Background This study investigated differences in cognitive performance between middle-aged adults with and without a lifetime history of mood disorder features, adjusting for a range of potential confounders.
Methods Cross-sectional analysis of baseline data from the UK Biobank cohort. Adults aged 40 69 (n = 143,828) were assessed using measures of reasoning, reaction time and memory. Self-reported data on lifetime features of major depression and bipolar disorder were used to construct groups for comparison against controls. Regression models examined the association between mood disorder classification and cognitive performance, adjusting for sociodemographic, lifestyle and clinical confounders.
Results Inverse associations between lifetime history of bipolar or severe recurrent depression features and cognitive performance were attenuated or reversed after adjusting for confounders, including psychotropic medication use and current depressive symptoms. Participants with a lifetime history of single episode or moderate recurrent depression features outperformed controls to a small (but statistically significant) degree, independent of adjustment for confounders. There was a significant interaction between use of psychotropic medication and lifetime mood disorder features, with reduced cognitive performance observed in participants taking psychotropic medication.
Conclusions In this general population sample of adults in middle age, lifetime features of recurrent depression or bipolar disorder were only associated with cognitive impairment within unadjusted analyses. These findings underscore the importance of adjusting for potential confounders when investigating mood disorder-related cognitive function
B. Cullen, B.I. Nicholl, D.F. Mackay, D. Martin, Z. Ul-Haq, A. McIntosh, J. Gallacher, I.J. Deary, J.P. Pell, J.J. Evans, D.J. Smith, Cognitive function and lifetime features of depression and bipolar disorder in a large population sample: Cross-sectional study of 143,828 UK Biobank participants, European Psychiatry, Volume 30, Issue 8, November 2015, Pages 950-958, ISSN 0924-9338, https://doi.org/10.1016/j.eurpsy.2015.08.006. (http://www.sciencedirect.com/science/article/pii/S0924933815001522)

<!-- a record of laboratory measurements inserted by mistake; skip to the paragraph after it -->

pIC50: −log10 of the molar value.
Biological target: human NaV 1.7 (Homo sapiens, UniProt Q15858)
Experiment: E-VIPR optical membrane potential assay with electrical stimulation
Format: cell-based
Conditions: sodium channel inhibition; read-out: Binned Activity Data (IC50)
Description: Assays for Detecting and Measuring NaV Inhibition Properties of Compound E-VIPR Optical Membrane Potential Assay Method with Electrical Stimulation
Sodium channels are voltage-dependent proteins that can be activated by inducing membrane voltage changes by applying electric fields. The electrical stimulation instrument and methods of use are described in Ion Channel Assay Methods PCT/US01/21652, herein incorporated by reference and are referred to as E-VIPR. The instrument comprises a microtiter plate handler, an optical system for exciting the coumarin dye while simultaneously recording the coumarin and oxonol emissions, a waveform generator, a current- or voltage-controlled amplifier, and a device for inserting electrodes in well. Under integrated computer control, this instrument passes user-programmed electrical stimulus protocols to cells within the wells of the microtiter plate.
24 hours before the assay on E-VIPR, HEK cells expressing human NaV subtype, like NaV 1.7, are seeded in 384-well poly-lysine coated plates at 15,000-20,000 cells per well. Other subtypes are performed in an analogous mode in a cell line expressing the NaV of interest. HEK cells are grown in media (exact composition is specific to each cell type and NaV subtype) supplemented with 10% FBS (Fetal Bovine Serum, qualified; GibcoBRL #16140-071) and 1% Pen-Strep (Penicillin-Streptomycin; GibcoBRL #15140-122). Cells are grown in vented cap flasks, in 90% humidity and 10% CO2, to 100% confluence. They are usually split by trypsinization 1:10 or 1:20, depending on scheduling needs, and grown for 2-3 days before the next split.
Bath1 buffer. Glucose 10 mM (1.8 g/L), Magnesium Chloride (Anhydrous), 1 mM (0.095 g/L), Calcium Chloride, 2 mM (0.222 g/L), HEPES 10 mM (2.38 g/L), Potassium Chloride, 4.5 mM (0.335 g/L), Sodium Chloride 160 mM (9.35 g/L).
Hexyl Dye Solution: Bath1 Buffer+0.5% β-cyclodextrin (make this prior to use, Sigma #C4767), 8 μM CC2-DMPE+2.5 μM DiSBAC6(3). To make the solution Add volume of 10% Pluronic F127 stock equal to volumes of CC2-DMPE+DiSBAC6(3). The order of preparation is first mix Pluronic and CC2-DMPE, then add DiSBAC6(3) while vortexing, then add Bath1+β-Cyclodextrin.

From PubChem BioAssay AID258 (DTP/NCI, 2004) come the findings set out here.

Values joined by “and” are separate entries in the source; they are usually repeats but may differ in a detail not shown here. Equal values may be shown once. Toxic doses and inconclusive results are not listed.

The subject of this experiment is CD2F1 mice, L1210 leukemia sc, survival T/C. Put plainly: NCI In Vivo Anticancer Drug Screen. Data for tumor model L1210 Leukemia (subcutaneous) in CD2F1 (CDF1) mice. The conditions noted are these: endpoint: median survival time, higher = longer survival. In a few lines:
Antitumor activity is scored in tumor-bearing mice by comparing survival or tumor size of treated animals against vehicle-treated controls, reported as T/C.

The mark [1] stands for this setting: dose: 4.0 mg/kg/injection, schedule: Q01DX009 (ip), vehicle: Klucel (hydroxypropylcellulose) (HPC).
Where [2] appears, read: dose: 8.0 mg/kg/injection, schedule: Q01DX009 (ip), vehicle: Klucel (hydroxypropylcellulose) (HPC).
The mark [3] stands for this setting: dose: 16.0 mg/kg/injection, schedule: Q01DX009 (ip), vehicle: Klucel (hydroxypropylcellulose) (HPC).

Cross-sectional study to investigate ethnic differences in cardiovascular risk and mental health
One advantage of UK Biobank is the recruitment of participants from ethnic minority groups in sufficient numbers to enable meaningful comparisons of different ethnic groups. Ethnic groups are known to differ in their risk of a number of conditions including cardiovascular disease and mental health. For example Pakistani people have a high risk of heart disease and chinese people a high risk of high blood pressure and stroke. Understanding these differences and the reasons for them is of assistance in ensuring the appropriateness and effectiveness of screening, investigation and treatment interventions.
The aim of this study is to compare the different ethnic minority groups in terms of the amount and type of disease, the distribution by age, sex and socioeconomic deprivation and the lifestyle and environmental factors that are associated with the presence of disease.
In this study we will access only questionnaire and measurement data and compare ethnic sub-groups in terms of these data. At a later date, once available, we will be able to compare these sub-groups in terms of their biochemistry assays and follow-up events. Therefore, this initial study will focus on comparisons of risk and only later will we be able to make comparisons of actual disease occurrence.
|Lead investigator:||Professor Jill Pell|
|Lead institution:||University of Glasgow|
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